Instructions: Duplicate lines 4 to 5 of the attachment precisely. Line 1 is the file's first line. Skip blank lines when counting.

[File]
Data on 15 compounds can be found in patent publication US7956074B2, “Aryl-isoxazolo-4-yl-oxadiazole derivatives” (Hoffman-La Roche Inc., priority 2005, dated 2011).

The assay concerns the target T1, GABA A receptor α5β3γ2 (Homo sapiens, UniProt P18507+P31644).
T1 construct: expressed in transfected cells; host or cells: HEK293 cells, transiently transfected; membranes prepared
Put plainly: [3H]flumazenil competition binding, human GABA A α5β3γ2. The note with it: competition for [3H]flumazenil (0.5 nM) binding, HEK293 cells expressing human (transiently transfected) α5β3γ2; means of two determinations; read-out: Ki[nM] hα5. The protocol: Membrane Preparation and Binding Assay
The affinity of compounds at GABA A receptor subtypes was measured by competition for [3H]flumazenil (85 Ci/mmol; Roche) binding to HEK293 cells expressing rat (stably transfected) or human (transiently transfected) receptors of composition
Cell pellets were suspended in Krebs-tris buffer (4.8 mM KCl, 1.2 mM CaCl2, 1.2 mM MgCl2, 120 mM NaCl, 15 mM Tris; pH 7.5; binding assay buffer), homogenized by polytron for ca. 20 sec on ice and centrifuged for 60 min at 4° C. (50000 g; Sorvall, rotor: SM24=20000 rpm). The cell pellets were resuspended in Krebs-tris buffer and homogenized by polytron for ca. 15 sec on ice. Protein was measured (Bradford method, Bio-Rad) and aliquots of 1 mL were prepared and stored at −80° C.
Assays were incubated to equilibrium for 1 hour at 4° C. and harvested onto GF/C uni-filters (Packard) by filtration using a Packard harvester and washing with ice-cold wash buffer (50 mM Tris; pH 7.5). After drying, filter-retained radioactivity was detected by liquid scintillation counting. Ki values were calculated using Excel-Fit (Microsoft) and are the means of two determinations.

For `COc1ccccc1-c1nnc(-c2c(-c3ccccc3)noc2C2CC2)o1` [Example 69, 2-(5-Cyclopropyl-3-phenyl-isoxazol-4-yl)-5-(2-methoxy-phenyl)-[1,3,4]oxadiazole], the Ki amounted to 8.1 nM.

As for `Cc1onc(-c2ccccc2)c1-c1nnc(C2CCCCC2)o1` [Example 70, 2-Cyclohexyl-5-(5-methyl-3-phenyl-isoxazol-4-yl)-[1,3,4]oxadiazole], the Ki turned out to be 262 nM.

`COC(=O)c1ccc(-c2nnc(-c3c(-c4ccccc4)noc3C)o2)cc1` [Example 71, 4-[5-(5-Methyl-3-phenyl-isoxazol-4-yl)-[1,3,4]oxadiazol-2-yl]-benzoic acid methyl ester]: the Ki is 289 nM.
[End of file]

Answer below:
Put plainly: [3H]flumazenil competition binding, human GABA A α5β3γ2. The note with it: competition for [3H]flumazenil (0.5 nM) binding, HEK293 cells expressing human (transiently transfected) α5β3γ2; means of two determinations; read-out: Ki[nM] hα5. The protocol: Membrane Preparation and Binding Assay
The affinity of compounds at GABA A receptor subtypes was measured by competition for [3H]flumazenil (85 Ci/mmol; Roche) binding to HEK293 cells expressing rat (stably transfected) or human (transiently transfected) receptors of composition